A large study offers some excellent news. Older women with hormone-receptor-positive early breast cancer who had surgery (and possibly radiation and chemotherapy) and then took tamoxifen for 5 years were more likely to die from something OTHER THAN breast cancer (heart disease, for example). The women were followed for about 4 years after they stopped taking tamoxifen.
About 70% of the women in the study who were older than 70 died because of a reason other than breast cancer. Of the younger women in the study who died, about 52% died from breast cancer.
In postmenopausal women diagnosed with hormone-receptor-positive early breast cancer, hormonal therapy, such as tamoxifen, is given after surgery and any other initial treatments (radiation therapy, chemotherapy) to lower the risk of the cancer coming back (recurrence). When this study started, tamoxifen was the hormonal therapy of choice. Today, aromatase inhibitors, which lower the risk of the cancer coming back more effectively than tamoxifen, are the hormonal therapy standard. Arimidex (chemical name: anastrozole), Aromasin (chemical name: exemestane), and Femara (chemical name: letrozole) are all aromatase inhibitors.
This research was part of a study looking at whether Femara can further reduce the risk of breast cancer coming back when taken for 5 years AFTER 5 years of tamoxifen. Taking hormonal therapy medicine for more than the usual 5 years is called extended adjuvant treatment. While not discussed in this story, the research found that extended adjuvant hormonal therapy offered some benefits.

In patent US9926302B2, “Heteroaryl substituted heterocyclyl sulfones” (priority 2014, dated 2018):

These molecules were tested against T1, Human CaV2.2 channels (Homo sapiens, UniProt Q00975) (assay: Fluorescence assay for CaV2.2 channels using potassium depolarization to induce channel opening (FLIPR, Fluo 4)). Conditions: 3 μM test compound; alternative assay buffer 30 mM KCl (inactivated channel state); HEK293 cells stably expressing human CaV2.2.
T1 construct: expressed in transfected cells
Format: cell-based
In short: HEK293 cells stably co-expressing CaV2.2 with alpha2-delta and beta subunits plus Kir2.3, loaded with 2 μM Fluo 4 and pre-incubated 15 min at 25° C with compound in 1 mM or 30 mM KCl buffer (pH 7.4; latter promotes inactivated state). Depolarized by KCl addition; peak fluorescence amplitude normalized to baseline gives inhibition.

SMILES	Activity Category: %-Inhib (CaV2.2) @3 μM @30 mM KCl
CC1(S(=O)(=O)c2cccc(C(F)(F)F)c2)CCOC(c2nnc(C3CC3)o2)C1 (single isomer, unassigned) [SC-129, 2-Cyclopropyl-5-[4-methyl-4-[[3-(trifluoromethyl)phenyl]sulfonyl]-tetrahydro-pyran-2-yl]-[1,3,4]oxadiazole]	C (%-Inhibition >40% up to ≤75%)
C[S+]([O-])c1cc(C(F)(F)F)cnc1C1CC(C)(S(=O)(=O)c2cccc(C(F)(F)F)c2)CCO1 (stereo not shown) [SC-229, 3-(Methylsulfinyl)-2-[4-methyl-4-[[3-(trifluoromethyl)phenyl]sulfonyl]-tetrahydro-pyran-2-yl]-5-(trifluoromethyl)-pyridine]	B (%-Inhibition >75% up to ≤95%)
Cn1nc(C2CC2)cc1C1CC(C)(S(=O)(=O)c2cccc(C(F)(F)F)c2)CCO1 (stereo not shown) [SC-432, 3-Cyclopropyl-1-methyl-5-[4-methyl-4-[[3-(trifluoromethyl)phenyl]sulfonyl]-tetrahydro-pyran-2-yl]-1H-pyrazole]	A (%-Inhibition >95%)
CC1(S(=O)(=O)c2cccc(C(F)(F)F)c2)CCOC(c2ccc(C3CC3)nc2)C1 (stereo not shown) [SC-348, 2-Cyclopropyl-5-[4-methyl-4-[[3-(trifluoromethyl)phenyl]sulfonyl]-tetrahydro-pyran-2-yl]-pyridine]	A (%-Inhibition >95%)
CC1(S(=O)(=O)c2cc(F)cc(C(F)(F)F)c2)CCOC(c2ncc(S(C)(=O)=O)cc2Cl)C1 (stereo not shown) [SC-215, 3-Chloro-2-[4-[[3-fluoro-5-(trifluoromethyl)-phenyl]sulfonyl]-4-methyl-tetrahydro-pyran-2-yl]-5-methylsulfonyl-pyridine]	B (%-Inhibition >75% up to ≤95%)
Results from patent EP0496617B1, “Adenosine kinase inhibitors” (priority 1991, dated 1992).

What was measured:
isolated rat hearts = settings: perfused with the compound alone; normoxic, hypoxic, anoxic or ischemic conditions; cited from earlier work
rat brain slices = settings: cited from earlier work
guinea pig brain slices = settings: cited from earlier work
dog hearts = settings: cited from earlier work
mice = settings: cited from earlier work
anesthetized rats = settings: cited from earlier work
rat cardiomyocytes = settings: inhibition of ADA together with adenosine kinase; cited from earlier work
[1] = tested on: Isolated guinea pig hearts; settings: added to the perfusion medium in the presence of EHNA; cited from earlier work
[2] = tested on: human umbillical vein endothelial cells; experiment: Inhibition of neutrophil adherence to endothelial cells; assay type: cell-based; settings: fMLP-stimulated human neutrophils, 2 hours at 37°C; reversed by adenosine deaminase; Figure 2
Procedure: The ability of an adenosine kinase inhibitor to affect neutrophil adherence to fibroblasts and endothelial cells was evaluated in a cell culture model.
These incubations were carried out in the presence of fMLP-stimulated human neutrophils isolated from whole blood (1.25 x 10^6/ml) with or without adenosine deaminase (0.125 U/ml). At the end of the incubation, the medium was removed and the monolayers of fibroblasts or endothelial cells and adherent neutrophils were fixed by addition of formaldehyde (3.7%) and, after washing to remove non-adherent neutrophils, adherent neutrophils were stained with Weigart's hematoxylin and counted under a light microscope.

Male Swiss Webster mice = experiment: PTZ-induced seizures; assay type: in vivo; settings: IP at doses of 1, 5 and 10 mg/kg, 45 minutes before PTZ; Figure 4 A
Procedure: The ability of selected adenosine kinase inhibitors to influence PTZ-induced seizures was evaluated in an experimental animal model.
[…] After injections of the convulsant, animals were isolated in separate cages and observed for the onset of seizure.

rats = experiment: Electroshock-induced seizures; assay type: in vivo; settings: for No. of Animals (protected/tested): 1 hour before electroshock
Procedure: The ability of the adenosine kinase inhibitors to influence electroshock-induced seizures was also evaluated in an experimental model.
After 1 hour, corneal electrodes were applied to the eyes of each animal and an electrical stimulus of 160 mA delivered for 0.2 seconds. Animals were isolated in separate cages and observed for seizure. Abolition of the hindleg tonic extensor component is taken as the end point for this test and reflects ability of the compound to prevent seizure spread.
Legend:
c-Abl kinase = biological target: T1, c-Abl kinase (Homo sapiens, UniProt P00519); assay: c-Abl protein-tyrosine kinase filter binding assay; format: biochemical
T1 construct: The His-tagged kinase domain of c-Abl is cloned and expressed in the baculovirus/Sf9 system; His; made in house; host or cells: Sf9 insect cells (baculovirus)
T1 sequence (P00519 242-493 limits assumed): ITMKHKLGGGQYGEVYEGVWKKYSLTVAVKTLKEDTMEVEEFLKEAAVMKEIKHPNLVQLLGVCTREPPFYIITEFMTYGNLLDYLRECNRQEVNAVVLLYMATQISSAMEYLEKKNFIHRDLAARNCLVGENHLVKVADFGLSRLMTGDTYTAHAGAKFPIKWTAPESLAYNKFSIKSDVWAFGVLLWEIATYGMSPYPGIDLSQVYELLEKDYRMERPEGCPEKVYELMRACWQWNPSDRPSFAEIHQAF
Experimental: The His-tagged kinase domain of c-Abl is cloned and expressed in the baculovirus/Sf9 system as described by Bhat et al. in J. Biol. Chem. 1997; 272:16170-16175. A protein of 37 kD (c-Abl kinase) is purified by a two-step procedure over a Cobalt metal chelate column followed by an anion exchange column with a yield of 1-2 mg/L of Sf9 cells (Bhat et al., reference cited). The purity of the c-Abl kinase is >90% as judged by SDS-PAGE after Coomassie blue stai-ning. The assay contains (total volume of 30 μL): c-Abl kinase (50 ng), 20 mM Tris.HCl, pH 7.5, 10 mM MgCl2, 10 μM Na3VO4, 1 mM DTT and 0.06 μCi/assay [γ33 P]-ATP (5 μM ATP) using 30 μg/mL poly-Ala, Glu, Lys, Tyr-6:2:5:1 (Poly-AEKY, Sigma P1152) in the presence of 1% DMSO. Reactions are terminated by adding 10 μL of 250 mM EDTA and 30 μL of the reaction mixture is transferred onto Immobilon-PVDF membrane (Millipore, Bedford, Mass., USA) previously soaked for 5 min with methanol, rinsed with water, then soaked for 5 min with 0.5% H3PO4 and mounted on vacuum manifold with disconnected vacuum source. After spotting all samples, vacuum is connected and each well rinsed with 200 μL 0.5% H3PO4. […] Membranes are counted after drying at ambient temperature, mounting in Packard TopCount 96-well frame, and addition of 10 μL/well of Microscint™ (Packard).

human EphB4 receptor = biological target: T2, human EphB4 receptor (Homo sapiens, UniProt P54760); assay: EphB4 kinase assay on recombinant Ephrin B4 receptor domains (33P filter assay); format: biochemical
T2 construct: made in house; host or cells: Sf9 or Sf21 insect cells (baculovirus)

This study reinforces two important points:
- All of the women in this study completed a full 5 years of hormonal therapy, which probably contributed to the positive findings. If you're postmenopausal and have been diagnosed with hormone-receptor-positive early breast cancer, you'll probably be prescribed hormonal therapy medicine after surgery and other initial treatments. It's extremely important that you take the hormonal therapy medicine for as long as it's prescribed. If cost, side effects, or other factors are getting in the way of you taking your hormonal therapy medicine, talk to your doctor about your concerns and your options.
- The women in this study were all diagnosed with EARLY breast cancer. Their risk of dying of breast cancer would have been much higher if their breast cancer was diagnosed at a more advanced stage. Mammograms, along with regular breast self-exam and annual breast examinations by a healthcare professional are the best ways to diagnose breast cancer early, when it's most treatable.
Visit the breastcancer.org Staying on Track with Hormonal Therapy page to learn more about ways to make sure you stick with your treatment for the prescribed time.